Christmas is celebrated in many ways throughout the world so it’s no surprise that the philately for the holiday includes thousands of stamps and covers, most created since the mid-20th century. The Christmas theme is among the world’s most popular topical areas to collect. So, in the spirit of Christmas giving, the APS blog team is presenting 10 holiday-themed blog posts. Happy holidays.
First Christmas Stamps
Whenever we talk about “firsts,” a lot of contenders line up to make claims so it’s no surprise that there are a lot of firsts when it comes to Christmas stamps. That said, there’s little doubt that Canada can claim the first Christmas postage stamp connection, even if the stamp was not intended to specifically celebrate the holiday.
The 1898 2-cent stamp features a collage of Queen Victoria’s crown at the top, a Mercator map of the world with the nations and colonies of the British Empire displayed in red, “Xmas 1898” and the phrase, “We hold a vaster empire than has been.”
It was Canada’s first bicolor stamp and has major color varieties involving the colors of the ocean and land (Scott 85–86).
But why does it say “Xmas 1898?” The stamp was issued December 7 and its use went into effect December 25, 1898, the inauguration of the Imperial Penny Postage rate (which was 2 cents in Canadian funds).
There is an oft-repeated story that Canadian Postmaster General William Mulock developed the stamp and proposed that it be issued on November 9 to “honor the prince,” meaning the Prince of Wales. But when Queen Victoria asked “what Prince?” in a displeased manner, Mulock realized the danger, and answered “Why, madam, the Prince of Peace.”
Here are some other Christmas stamp firsts:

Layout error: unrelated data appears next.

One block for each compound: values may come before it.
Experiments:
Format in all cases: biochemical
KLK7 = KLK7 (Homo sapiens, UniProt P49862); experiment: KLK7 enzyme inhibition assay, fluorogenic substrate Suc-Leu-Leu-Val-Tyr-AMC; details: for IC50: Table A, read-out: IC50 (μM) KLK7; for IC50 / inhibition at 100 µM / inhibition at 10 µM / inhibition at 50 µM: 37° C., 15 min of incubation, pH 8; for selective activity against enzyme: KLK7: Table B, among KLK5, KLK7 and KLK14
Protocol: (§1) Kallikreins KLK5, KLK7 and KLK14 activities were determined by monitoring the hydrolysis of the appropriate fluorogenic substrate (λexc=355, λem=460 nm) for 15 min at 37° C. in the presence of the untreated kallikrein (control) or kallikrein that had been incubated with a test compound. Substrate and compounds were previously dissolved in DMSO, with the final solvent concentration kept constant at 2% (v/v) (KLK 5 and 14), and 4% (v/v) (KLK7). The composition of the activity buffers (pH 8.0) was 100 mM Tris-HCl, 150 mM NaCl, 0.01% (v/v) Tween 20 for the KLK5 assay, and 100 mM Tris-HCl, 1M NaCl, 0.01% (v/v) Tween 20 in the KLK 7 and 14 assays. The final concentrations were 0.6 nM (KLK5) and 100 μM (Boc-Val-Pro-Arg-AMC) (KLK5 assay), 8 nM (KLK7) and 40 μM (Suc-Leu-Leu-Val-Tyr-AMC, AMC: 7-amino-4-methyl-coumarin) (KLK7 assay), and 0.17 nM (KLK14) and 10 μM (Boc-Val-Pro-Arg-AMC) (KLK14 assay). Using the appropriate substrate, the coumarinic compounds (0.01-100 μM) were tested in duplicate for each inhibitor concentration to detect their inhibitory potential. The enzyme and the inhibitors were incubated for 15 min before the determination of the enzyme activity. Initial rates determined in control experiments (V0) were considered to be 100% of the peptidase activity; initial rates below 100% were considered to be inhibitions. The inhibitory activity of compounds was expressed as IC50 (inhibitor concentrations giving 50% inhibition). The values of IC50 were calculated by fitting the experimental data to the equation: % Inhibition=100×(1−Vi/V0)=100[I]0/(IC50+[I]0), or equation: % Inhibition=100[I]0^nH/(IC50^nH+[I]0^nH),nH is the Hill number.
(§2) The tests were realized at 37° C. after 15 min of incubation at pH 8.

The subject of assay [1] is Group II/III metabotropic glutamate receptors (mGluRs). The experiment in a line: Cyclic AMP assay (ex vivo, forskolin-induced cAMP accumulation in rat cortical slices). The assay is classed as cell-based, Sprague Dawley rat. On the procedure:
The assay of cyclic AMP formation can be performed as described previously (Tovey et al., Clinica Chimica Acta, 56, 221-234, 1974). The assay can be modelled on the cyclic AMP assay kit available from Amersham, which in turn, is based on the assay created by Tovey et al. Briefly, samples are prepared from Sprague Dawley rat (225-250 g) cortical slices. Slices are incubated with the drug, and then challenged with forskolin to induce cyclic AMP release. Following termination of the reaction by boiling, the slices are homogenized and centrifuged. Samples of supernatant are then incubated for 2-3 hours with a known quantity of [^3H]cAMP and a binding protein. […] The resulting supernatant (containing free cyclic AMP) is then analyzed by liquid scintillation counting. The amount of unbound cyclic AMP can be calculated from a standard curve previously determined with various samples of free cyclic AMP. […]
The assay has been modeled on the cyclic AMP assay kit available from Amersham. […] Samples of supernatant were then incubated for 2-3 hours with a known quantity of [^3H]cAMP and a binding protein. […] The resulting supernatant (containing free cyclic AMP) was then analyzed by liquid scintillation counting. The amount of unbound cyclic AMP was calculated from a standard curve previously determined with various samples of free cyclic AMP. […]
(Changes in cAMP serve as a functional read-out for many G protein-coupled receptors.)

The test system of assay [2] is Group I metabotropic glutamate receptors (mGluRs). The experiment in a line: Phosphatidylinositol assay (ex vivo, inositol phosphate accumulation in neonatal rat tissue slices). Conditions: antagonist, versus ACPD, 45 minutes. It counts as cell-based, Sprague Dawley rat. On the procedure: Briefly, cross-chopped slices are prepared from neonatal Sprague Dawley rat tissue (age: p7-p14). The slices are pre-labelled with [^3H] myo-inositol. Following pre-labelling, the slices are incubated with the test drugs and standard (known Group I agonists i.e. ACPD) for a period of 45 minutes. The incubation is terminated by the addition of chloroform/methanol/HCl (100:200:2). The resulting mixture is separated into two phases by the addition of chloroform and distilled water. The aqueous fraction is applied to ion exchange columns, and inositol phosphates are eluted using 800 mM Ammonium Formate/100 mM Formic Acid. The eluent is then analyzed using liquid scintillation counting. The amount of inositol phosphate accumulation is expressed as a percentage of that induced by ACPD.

Some have long held that Austria issued Christmas stamps on December 12, 1937 (Scott 388–389). There is no Christmas imagery on the two stamps, which show a rose and signs of the Zodiac. However, Kathy Ward, writing for the Christmas Philatelic Club, offers this: My suspicions were aroused when I purchased a first day cover of these stamps. On the cachet, it states that the Austrian post office issued the stamps to be used on ‘birth-day (sic) congratulatory letters.’ [That would explain the Zodiac symbols meaning an intent for year-round use.] A letter from Austria confirmed my suspicions: “The first official Christmas stamp of the Austrian Post has been issued in 1953.”
In 1939–40, Brazil issued a set of four semipostals to raise money for charitable institutions. The first stamp, issued December 20, 1939, shows the Three Wise Men and Star of Bethlehem (Scott B8).
Caught in the grip of World War II, Hungary in 1943 issued three stamps depicting the Nativity (Scott 617–619).
The first United States Christmas stamp was issued in 1962 and featured a candle and wreaths in green and red (Scott 1205).